As 2022 kicks off, tax policy largely remains unchanged from a year ago. President Biden’s Build Back Better Act went through numerous iterations over the year and was politicked down from a headline program cost of $3.5 trillion to $1.7 trillion before ultimately being kiboshed by Senator Joe Manchin in late December.
But where does that leave estate planners and family businesses? There are three things estate planners and business advisors need to keep top of mind regarding tax policy in 2022.
Capital Allocation in Family Businesses
How are you and your fellow directors deciding what to decide? Is there consensus around the economic meaning of your family business to your family? Gaining consensus around the meaning of your family business can be a crucial first step to making all the strategic finance decisions you make line up with one another.
Our family business clients naturally want to know what their business is worth today. But an even better question asked by many of them is what they can do today to make their family business more valuable tomorrow. While the specifics of value creation are unique to each business, we like to use a common framework to help our clients identify pathways for creating value.
We present key elements of this framework in this week’s blog post, to get your family business ready for 2022.
We hope you had a great Christmas and a happy holiday season. To end the year, we summarize some themes and most read pieces from Family Business Director you may have missed throughout the year. Enjoy!
Where does your family business find itself during the current planning cycle? Are there investing convictions that your family business should double down on like Elon Musk, or is it time to follow the Gambler’s advice and take some chips off the table? And what does Charlie Munger have to do with this? Check out this week’s post to find out.
An Interview with the Managing Director of a Private Investment Firm Focused on Non-Controlling Equity Investments in Family Businesses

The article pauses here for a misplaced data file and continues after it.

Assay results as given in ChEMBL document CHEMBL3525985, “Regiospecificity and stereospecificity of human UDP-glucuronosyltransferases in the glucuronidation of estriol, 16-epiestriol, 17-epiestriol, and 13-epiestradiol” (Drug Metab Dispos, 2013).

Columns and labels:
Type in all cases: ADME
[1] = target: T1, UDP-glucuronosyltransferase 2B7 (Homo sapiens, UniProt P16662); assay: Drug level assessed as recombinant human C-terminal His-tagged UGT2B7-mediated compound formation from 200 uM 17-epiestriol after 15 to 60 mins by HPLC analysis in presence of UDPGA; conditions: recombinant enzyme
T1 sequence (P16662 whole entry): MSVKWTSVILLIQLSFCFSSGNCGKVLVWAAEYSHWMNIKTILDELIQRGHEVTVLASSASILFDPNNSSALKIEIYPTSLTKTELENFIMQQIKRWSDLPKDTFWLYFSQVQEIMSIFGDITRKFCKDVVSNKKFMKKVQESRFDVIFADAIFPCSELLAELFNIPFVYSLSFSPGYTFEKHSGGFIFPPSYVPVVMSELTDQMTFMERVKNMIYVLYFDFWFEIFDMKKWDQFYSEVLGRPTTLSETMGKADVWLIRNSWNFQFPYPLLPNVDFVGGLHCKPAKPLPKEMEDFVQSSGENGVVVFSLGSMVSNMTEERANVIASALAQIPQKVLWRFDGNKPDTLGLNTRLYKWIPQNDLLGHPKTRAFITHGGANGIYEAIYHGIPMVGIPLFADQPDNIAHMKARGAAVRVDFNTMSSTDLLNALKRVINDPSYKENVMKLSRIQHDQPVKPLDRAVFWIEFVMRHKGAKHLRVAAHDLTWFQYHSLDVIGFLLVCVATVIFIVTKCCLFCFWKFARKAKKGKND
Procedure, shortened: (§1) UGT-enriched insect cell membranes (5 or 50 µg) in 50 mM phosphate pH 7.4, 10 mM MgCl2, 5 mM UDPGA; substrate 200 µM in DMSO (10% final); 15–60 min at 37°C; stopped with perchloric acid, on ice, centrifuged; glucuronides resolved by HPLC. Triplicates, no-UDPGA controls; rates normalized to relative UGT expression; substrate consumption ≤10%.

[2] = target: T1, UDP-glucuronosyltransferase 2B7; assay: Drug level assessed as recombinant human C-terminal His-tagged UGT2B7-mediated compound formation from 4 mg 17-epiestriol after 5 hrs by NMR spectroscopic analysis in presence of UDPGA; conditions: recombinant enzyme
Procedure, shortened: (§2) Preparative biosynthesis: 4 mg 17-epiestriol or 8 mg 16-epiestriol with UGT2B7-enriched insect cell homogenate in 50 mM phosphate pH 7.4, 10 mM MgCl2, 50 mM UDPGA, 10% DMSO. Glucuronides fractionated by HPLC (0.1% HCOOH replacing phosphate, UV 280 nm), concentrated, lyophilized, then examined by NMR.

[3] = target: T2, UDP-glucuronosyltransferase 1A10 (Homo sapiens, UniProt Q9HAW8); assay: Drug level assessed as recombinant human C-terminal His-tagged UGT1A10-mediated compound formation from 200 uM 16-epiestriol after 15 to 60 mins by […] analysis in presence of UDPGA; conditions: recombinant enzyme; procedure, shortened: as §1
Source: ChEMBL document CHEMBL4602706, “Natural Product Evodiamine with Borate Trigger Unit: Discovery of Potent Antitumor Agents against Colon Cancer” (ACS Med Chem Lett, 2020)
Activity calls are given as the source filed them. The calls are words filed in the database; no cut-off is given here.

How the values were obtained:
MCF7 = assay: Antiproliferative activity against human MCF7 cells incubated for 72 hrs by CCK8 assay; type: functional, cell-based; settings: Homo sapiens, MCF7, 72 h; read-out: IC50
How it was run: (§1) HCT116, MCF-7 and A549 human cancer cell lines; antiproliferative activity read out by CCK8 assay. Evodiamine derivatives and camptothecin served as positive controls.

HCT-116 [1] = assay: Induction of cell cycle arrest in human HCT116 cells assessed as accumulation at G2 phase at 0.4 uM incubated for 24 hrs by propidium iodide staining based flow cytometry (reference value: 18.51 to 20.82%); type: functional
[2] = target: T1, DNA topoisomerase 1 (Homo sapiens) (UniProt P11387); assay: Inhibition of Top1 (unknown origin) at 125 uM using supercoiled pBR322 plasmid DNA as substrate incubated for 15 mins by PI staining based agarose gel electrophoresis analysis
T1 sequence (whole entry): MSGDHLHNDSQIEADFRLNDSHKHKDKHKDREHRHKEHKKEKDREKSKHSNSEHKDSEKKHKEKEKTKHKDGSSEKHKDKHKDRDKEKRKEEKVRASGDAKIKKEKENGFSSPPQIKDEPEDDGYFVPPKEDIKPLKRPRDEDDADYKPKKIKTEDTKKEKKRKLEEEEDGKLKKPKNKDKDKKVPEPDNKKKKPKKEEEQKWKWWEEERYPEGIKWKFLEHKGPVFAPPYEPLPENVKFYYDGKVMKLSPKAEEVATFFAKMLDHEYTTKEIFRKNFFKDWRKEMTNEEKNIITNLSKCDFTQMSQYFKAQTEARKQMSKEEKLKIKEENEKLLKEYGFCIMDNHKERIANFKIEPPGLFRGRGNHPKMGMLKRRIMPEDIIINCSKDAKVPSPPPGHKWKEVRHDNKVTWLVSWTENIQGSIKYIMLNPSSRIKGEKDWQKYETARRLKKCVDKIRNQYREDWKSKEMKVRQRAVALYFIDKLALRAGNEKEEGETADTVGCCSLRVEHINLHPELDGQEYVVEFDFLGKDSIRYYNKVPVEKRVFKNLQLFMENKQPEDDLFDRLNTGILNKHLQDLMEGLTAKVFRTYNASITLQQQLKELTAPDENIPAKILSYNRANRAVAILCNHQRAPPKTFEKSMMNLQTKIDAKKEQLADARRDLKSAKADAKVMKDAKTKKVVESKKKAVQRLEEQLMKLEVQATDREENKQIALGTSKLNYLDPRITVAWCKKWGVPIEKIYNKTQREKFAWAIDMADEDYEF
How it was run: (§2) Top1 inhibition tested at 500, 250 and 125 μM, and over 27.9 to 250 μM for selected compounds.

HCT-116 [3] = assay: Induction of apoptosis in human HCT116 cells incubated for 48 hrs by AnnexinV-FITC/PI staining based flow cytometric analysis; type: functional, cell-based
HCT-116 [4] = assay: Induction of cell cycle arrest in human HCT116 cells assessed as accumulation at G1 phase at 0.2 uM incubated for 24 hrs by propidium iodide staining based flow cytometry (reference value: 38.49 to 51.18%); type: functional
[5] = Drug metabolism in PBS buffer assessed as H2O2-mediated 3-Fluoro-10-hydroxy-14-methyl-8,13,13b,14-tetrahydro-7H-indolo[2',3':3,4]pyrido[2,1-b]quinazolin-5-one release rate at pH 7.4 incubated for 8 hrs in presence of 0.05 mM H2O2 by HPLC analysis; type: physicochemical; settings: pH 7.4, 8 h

In this post, Travis Harms sat down with Dennis Hinton, Managing Director at North River Group, to speak about some common reasons family businesses seek non-family equity and how family business owners can achieve liquidity and diversification.
This summer, we partnered with Family Business Magazine to conduct our inaugural survey of dividend practices at family-owned businesses. This week, we feature an article that we wrote for the magazine summarizing the survey results. We hope you enjoy and gain some insights that can help you and your family evaluate your current policy and make plans for the future.
For most of us, Thanksgiving is a time to disregard normal dietary restraint in the company of extended family members that one rarely sees. For some enterprising families, however, Thanksgiving quickly devolves from a Rockwellian family gathering to a Costanza-style airing of grievances. So, in the holiday spirit, we offer this list of the top ten questions not to ask at Thanksgiving dinner. If you have trouble distinguishing between the board room and the dining room, this list is for you.
Ford, Rivian, and Lessons on Family Business Diversifications
Following Rivian’s recent IPO, the Ford Motor Company’s $1 billion investment in the electric vehicle startup is now worth about $18 billion. With this investment representing more than 20% of Ford’s total equity market capitalization, it raises some interesting questions for family business directors contemplating the role of diversification within their businesses and families. In this week’s post, we consider the what, who, and why of diversification.
The recent turmoil engulfing the Rogers family, controlling shareholders of the $20 billion Canadian wireless communications and media conglomerate Rogers Communication, piqued our interest. What can public family strife affecting the Rogers family teach us? Well, quite a bit. In this post, we summarize the family drama and provide three strategies to keep in mind to stave off harsh family infighting that can, ultimately, bleed over into your company’s ability to operate effectively.